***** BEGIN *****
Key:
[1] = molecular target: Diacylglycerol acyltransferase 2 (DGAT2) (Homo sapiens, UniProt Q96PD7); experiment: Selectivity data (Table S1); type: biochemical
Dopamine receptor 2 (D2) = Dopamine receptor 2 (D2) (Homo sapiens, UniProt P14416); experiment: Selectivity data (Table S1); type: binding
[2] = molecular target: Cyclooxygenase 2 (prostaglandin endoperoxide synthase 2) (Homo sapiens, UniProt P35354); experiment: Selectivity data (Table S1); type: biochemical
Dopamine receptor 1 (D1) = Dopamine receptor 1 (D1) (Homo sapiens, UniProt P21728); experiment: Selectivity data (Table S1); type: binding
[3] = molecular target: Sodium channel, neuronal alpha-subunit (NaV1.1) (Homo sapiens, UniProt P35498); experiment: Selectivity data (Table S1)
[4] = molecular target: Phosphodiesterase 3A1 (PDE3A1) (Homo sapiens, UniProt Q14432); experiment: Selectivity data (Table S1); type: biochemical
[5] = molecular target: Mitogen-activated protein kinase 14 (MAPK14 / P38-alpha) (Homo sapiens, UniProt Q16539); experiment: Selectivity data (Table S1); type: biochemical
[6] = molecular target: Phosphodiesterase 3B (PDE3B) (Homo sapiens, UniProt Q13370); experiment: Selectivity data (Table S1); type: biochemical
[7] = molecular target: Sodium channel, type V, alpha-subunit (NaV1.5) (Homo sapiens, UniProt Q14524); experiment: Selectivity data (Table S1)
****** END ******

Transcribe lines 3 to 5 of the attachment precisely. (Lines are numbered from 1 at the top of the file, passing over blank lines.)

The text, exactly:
Dopamine receptor 2 (D2) = Dopamine receptor 2 (D2) (Homo sapiens, UniProt P14416); experiment: Selectivity data (Table S1); type: binding
[2] = molecular target: Cyclooxygenase 2 (prostaglandin endoperoxide synthase 2) (Homo sapiens, UniProt P35354); experiment: Selectivity data (Table S1); type: biochemical
Dopamine receptor 1 (D1) = Dopamine receptor 1 (D1) (Homo sapiens, UniProt P21728); experiment: Selectivity data (Table S1); type: binding